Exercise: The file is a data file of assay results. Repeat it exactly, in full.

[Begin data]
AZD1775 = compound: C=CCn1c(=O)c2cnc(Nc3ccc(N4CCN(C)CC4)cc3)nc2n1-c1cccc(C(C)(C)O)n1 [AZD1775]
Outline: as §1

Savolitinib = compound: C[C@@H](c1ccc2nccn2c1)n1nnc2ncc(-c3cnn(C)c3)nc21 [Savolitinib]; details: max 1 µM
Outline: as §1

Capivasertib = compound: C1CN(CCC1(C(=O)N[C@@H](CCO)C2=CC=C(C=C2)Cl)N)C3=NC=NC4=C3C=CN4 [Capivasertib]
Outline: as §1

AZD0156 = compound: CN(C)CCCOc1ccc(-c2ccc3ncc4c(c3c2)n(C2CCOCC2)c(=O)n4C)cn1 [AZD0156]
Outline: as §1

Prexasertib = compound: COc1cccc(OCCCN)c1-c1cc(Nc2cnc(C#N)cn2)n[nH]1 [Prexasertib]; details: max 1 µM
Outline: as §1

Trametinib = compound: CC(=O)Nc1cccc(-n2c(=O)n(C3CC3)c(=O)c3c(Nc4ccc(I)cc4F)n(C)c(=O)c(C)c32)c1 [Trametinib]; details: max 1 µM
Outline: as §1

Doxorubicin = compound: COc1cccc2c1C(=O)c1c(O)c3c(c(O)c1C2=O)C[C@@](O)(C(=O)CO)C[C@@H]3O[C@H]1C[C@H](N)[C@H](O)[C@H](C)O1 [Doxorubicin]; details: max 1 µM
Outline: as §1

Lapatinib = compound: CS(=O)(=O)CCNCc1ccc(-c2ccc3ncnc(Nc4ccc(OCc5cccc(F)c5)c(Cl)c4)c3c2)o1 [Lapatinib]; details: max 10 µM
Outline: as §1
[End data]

AZD1775 = compound: C=CCn1c(=O)c2cnc(Nc3ccc(N4CCN(C)CC4)cc3)nc2n1-c1cccc(C(C)(C)O)n1 [AZD1775]
Outline: as §1

Savolitinib = compound: C[C@@H](c1ccc2nccn2c1)n1nnc2ncc(-c3cnn(C)c3)nc21 [Savolitinib]; details: max 1 µM
Outline: as §1

Capivasertib = compound: C1CN(CCC1(C(=O)N[C@@H](CCO)C2=CC=C(C=C2)Cl)N)C3=NC=NC4=C3C=CN4 [Capivasertib]
Outline: as §1

AZD0156 = compound: CN(C)CCCOc1ccc(-c2ccc3ncc4c(c3c2)n(C2CCOCC2)c(=O)n4C)cn1 [AZD0156]
Outline: as §1

Prexasertib = compound: COc1cccc(OCCCN)c1-c1cc(Nc2cnc(C#N)cn2)n[nH]1 [Prexasertib]; details: max 1 µM
Outline: as §1

Trametinib = compound: CC(=O)Nc1cccc(-n2c(=O)n(C3CC3)c(=O)c3c(Nc4ccc(I)cc4F)n(C)c(=O)c(C)c32)c1 [Trametinib]; details: max 1 µM
Outline: as §1

Doxorubicin = compound: COc1cccc2c1C(=O)c1c(O)c3c(c(O)c1C2=O)C[C@@](O)(C(=O)CO)C[C@@H]3O[C@H]1C[C@H](N)[C@H](O)[C@H](C)O1 [Doxorubicin]; details: max 1 µM
Outline: as §1

Lapatinib = compound: CS(=O)(=O)CCNCc1ccc(-c2ccc3ncnc(Nc4ccc(OCc5cccc(F)c5)c(Cl)c4)c3c2)o1 [Lapatinib]; details: max 10 µM
Outline: as §1